King Kong Encounter was an attraction formerly part of the Studio Tour at Universal Studios Hollywood. The scene, located amongst the New York Street backlot sets in the heart of the studios, was destroyed by a massive fire in 2008, and was replaced by King Kong: 360 3-D, which was opened on 1 July 2010.
The show began as the tour tram entered the soundstage and stopped in front of an apartment building facade where guests watched a breaking news report about Kong's rampage on television monitors located inside of the building's windows. A news chopper circling overhead was covering the story when Kong suddenly swatted at the chopper, causing it to come crashing down from above and exploding only a few feet away from the tram. As the tram rounded a corner, it drove out onto the Brooklyn Bridge, putting guests at eye-level with the giant animatronic ape. The enraged Kong shook the bridge and ripped the suspension bridge cables apart in an attempt to grab the tram. But guests managed to narrowly escape the clutches of Kong as the tram exited the soundstage just in the nick of time.
The 7-ton, 30-foot-tall Kong figure in the attraction was the largest and most complex animatronic figure in existence for many years. Kong was designed by legendary Disney ImagineerBob Gurr. The detailing was so rich that Kong even had banana-scented breath. The attraction broke new ground and paved the way for the complex themed attractions of today and was the inspiration behind the former Kongfrontation attraction at Universal Studios Florida. The Kong sequence was also featured in the film The Wizard starring Fred Savage and Christian Slater.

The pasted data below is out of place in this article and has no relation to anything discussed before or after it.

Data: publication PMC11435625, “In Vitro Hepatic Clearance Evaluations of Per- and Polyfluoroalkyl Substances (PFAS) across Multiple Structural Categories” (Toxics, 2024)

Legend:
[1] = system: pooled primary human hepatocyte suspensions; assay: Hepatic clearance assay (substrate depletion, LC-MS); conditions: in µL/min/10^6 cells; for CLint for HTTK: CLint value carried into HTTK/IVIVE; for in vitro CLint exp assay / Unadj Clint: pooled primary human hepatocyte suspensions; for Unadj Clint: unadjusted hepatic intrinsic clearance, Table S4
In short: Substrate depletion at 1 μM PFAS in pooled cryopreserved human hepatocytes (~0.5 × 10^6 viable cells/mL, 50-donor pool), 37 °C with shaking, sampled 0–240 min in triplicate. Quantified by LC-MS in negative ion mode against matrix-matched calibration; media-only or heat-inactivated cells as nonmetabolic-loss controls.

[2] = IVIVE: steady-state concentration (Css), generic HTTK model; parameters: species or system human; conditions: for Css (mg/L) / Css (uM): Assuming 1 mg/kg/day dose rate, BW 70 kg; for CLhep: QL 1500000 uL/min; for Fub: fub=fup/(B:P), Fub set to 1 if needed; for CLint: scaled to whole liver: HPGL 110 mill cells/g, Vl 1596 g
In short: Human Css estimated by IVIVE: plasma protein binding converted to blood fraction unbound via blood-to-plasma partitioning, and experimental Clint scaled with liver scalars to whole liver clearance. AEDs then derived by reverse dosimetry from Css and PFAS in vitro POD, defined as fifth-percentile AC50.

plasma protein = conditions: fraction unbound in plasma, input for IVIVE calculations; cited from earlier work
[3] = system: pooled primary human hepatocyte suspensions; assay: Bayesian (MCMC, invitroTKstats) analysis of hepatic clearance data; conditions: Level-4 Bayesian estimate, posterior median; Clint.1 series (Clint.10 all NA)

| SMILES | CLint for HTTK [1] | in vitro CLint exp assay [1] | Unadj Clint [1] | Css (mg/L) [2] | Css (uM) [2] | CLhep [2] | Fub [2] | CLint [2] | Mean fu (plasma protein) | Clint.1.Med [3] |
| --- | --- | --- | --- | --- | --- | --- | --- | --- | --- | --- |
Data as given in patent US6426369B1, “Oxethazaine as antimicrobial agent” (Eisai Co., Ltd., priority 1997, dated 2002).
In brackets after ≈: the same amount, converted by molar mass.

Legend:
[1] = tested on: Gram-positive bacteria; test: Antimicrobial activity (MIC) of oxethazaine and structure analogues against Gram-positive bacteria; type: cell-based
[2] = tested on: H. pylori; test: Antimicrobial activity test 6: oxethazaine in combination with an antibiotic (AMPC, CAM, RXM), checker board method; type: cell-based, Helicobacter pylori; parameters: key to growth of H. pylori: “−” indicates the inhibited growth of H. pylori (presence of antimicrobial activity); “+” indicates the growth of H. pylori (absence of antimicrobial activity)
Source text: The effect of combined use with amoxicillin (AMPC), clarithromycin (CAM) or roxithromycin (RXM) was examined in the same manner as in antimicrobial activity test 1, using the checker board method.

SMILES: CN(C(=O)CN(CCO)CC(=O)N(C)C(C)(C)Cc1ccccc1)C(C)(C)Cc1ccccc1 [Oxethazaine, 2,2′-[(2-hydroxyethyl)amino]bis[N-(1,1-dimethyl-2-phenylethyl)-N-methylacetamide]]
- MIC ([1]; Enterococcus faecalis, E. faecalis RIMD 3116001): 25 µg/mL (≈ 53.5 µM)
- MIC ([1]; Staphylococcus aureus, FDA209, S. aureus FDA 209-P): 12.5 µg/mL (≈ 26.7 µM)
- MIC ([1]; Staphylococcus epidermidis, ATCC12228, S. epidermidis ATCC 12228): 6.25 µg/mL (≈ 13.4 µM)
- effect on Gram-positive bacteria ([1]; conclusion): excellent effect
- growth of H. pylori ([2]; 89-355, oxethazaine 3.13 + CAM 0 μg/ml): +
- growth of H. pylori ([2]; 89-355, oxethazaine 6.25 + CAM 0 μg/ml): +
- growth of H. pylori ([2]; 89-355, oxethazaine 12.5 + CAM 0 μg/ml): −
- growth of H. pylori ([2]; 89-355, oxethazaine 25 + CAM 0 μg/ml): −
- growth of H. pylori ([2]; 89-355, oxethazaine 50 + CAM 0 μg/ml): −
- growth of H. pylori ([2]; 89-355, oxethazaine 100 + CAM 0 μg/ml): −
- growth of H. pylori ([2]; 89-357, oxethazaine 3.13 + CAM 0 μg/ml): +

Universal Studios Tour began building its $7-million, computer-controlled, 30-foot animated King Kong in December 1985 to be housed in his own lower-lot studio that duplicated Lower East Side New York. The attraction opened on June 14, 1986 and was completely destroyed by a fire in the early morning of June 1, 2008. As of June 3, 2008 Universal Studios Officials had stated that the experience would not be rebuilt, but would instead be replaced by a new contemporary attraction. This had caused outrage among fans of the giant ape, which prompted Universal's decision to bring Kong back to the tour in the form of an all new 3D film experience. Following the loss of Kong, the Earthquake tour scene is featured more often in Universal Studios Hollywood promotional materials and the Collapsing Bridge tour scene was reopened.